MSNBC Now Attacking Baseball Because It’s Not Diverse Enough


MSNBC loves to call things racist, especially while they get to determine who is and isn’t black. Now they’re going after America’s pastime–baseball. In a bizarre op-ed on Joy Reid’s blog, one writer attacked Major League Baseball because it is not “diverse,” warning that it reflects the dangers of “the war on DEI.”

 The writer, Ja’han Jones, stated, “As Major League Baseball celebrates Jackie Robinson and his pioneering contributions to the game, I can’t help but think about the fact that the league is reporting a historically low number of Black American players in its ranks: only 6%.

I think this is a teachable moment at a time when diversity efforts across various arenas (no pun intended) have come under attack. Major League Baseball, unfortunately, is a prime example of what it looks like to talk the talk without always walking the walk.

It was, and remains, a valid question. Over the past few decades, Major League Baseball has shown what it looks like to outwardly celebrate diversity (with things like Jackie Robinson Day on April 15) while thumbing your nose at it in practice.

In recent years, we’ve seen more than one team abandon its longtime home and look to greener pastures in whiter communities. We’ve seen stubborn inequality in the management ranks. We’ve also heard Black players speak out about the racism they’ve experienced from fans at games — including home games — and about how having more Black players could combat that.”

The MSNBC argument has one problem, however: statistics. Major League Baseball has long been the most diverse major sport in the United States. 

The Washington Examiner dug into the issue. 

“There are a few problems with this. For one, sports are the most meritorious of any profession in the United States. Different people go into sports for different reasons, and so various leagues look far different from each other and from the general population. NFL players, who play in the most popular sports league in the country, are 53% black. Given that black people make up 13% of the U.S. population, you could say the MLB at 6% is far more representative than the NFL’s 53% or the NBA’s 73%. Oddly, Jones isn’t complaining about those numbers not representing the general population.

Worse still is that framing of “black American players,” as mentioned earlier. More than 6% of MLB players are black, but only 6% are “black Americans.” According to Jones and the university program that pulls these numbers, black Latinos simply do not count. NBC doesn’t count them either, as evidenced when NBC BLK erased several black Latinos from the narrative to say that both World Series teams in 2021 only had one black player each.

So, if you follow Jones’s logic, black Latinos are not diverse, and disproportionate skin color representation is only bad when there is a slightly lower percentage of black players in a sport and not a ridiculously high percentage of them. If that seems bad and incoherent to you, it’s because you are not a racist. Only someone who categorizes people based on skin color and whose brain has been rotted by racism and narratives of oppression would think that this “logic” makes sense.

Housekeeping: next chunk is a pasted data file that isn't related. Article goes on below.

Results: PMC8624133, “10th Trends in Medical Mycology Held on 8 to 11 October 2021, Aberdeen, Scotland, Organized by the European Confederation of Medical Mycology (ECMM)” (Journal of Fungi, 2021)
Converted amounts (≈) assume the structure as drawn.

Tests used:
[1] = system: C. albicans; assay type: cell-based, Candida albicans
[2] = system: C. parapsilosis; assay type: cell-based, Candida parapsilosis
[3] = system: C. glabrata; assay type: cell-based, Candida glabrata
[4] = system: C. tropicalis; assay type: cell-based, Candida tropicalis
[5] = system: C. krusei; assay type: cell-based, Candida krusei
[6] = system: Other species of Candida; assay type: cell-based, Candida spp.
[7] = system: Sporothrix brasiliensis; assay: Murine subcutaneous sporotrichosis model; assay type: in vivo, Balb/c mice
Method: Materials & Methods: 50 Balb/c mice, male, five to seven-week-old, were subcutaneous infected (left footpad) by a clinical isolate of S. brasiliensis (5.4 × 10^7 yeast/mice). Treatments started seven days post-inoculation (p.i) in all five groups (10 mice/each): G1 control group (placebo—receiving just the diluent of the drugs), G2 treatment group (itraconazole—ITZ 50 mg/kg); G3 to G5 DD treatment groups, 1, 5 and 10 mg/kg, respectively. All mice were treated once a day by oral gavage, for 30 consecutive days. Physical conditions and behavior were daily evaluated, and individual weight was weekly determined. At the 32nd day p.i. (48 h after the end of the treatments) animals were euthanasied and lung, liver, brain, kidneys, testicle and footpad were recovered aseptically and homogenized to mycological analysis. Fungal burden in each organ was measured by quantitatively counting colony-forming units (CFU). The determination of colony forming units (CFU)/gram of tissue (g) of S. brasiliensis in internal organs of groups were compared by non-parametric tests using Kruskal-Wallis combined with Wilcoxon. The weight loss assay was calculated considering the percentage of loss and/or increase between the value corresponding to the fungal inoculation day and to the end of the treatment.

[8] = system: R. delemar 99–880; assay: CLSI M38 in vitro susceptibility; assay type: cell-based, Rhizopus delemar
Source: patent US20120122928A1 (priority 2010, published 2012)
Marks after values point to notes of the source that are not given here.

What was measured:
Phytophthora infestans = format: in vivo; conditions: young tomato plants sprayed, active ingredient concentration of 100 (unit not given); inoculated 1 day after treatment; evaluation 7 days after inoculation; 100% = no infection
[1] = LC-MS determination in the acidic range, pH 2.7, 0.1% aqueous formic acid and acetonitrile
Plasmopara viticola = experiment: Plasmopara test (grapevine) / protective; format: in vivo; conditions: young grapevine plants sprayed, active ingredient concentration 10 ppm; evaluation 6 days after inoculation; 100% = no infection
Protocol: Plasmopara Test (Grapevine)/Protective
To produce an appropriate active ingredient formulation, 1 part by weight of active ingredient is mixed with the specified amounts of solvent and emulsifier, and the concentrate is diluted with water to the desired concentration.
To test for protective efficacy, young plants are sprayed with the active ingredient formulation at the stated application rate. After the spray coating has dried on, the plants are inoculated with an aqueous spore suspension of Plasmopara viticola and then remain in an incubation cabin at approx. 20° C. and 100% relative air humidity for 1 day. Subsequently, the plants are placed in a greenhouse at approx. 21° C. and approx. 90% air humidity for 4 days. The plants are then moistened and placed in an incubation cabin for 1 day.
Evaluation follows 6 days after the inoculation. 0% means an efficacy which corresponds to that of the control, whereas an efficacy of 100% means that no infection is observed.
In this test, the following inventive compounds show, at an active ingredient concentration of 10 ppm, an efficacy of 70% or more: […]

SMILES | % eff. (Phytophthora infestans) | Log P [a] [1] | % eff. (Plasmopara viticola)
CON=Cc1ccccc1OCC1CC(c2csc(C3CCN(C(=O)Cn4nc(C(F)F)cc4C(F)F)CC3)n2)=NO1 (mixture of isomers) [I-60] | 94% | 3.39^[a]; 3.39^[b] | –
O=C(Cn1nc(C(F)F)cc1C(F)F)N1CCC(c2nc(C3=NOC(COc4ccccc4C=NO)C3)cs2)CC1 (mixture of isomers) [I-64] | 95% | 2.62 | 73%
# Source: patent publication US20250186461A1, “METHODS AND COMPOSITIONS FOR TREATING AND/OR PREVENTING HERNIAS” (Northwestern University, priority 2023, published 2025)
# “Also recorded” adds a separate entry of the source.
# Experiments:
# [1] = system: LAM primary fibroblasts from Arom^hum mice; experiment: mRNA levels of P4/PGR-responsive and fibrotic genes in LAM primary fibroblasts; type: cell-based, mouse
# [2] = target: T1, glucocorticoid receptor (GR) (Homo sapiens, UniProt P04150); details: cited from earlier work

While MLB may not be a reflection of “the war on DEI,” the op-ed from Jones may be a good example of why so many Latino voters have begun to abandon liberalism and the Democrats. 

The New York Times recently noted that “former President Donald J. Trump’s growing support among Latino voters is threatening to upend the coalition that has delivered victories to Democrats for more than a decade, putting the politically divided group at the center of a tug of war that could determine elections across the country.

Polls show that Mr. Trump’s standing with Latino voters has grown since his defeat in 2020, with some surveys finding him winning more than 40 percent of those voters — a level not seen for a Republican in two decades. That strength has Democrats playing defense to maintain the large majority of Latino voters whom they have relied on to win in recent years.”

Biden has shown the panic from liberals who just assume they own the non-white vote (remember, if you don’t vote for Biden, “you ain’t Black.”). The Hill wrote that “when President Biden visited a Mexican restaurant in Phoenix, Ariz., last month, he begged the crowd for its support in his bid for reelection. 

‘I need you badly,’ Biden told the restaurant’s patrons. ‘I need the help. You’re the reason why, in large part, I beat Donald Trump.’

The reason behind the president’s solicitation was simple: Biden’s support among Hispanics — particularly young Latino men — is lukewarm. And in some cases, polls show he is losing support among the key Democratic voting bloc. At the same time, Trump appears to be gaining support from Hispanics.

Last week, an Axios/Ipsos survey showed Biden’s support among Hispanics dropping by 12 points from 53 percent to 41 percent over the last three years. And while support for Trump is still low at 32 percent, the former president has gained about 8 points with Hispanic voters since the 2021 poll.”

It probably does not help their cause that Democrats have also begun attacking Latino Supreme Court Justice Sonia Sotomayor, demanding that she retire because they fear she will die during a Trump second term. 

[Read More: Ilhan Omar’s Daughter In Big Trouble]


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